Over40.it, our new e-zine dedicated to you, a splendid over forty-years-old woman who looks at life as the best part is here and now.

Thursday, May 15, 2008

The Four Stages of Low Back Pain Care and Recovery : Part 1

Treatments for low back pain fall into four main categories or stages. The vast majority of patients can achieve full recovery with Stage I care. You become a candidate for Stage II care and beyond only if you are among the roughly 20% of low back pain sufferers who do not heal during Stage I. Each additional stage of care is in turn appropriate for a smaller and smaller patient pool.

Stage I Care

Stage I care is for just about everyone with low back pain. It involves a sequenced combination of rest, medications (anti-inflammatories, muscle relaxants, and pain relievers as needed), heat and ice, and gentle rehabilitative exercise. Back Rx is a comprehensive program of Stage I care.

This first stage of care can resolve 80% or more of all low back problems. It should not be bypassed or curtailed, unless surgery is indicated as described on page 17. When other treatments are tried, Back Rx or a similar program of Stage I care should almost always be continued, or resumed as soon as possible afterward, in order to realize their full benefits.

Stage I care may be complemented by traditional physical therapy, osteopathy, medical massage, chiropractic, acupuncture, or some combination of these. For more information on these treatments and how to decide if they’re right for you, see the rest of this chapter and Chapter 11.

Stage II Care
For severe, ongoing low back pain that does not respond to Stage I care, Stage II offers three minimally-invasive, nonsurgical procedures:
* In cases of low back pain without leg pain, paravertebral, or trigger point, injections of a saline solution to inflamed, tender areas.
* Selective nerve root epidurals under fluoroscopy, also known as guided epidurals. These injections deliver a carefully calibrated dose of lidocaine and corticosteroid directly to the inflamed nerve that is the source of the pain, as determined with the aid of fluoroscopy. (Fluoroscopy is a form of X-ray guidance.) These injections are used for low back pain with leg pain (sciatica) and have a high, long-lasting success rate when combined with icing and an exercise regimen like Back Rx.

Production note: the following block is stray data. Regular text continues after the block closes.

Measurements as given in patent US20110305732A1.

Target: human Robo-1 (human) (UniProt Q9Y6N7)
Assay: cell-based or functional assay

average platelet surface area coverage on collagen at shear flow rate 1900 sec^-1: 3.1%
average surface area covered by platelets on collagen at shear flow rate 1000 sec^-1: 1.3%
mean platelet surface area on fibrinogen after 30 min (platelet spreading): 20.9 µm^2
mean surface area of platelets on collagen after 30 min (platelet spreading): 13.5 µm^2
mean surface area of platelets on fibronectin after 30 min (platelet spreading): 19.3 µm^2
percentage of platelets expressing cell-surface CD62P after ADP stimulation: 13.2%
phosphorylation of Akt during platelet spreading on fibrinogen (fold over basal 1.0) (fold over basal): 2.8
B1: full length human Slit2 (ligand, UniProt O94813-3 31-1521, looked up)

* Facet and sacroiliac (SI) joint injections are also done under fluoroscopy for pain that is deemed to originate from these deep structures. The drawback of these injections is that their effect may be temporary, even if combined with icing and proper exercise.

Stage III Care
For low back pain that does not respond to Stage II care, Stage III care offers three nonsurgical, and two surgical, procedures:
* Radio Frequency Denervation, which halts pain in the facet and SI joints by heating the nerves, which innervates these joints, making the nerves inactive for a couple of years. The procedure can then be repeated.
* Intradiscal Electrothermal Therapy (IDET), which heats the annulus, the hard outer portion of an injured disc.
* Nucleoplasty, which heats the nucleus pulposus, the softer inner portion of an injured disc.
* Micro-discectomy and laminectomy, two very similar surgical procedures in which the herniated portion of a disc is removed.

Stage IV Care
Stage IV care options remain limited, for the present, to spinal fusions, which can be effective in cases of combined back and leg pain. But within the next two to three years artificial disc replacement, which is now being studied in U.S. Food and Drug Administration (FDA) trials, should become widely available.

For more information on Stage II to Stage IV care options, and which ones may be appropriate for you, see Chapter 12. For now, keep in mind that well over 95% of all low back pain cases can be healed without surgery. Surgery is indicated only
* To stop the progressive loss of neurological function
* To restore bowel and bladder function
* To end intractable pain.

If you’ve hurt your back and find that you’re losing an increasing amount of feeling and sensation in the leg or elsewhere in the body, that you can’t go to the bathroom (this is no joke, but a potentially life-threatening problem), or that severe pain persists no matter what you do, you should put down this book and seek an evaluation from a qualified physician as soon as possible.

The potential for such complications is frightening, and in the immediate aftermath of back injury or reinjury, when the pain is overwhelming, it can be hard not to fear the worst. But once again, please remember that almost all low back pain sufferers can achieve a full and lasting recovery with a sound program of Stage I care like Back Rx, especially if they have the right caregivers in their corner.


Excerpted from

Back Rx: A 15-Minute-a-Day Yoga-and Pilates-Based Program to End Low-Back Pain
by Vijay Vad
Buy this book at Barnes & Noble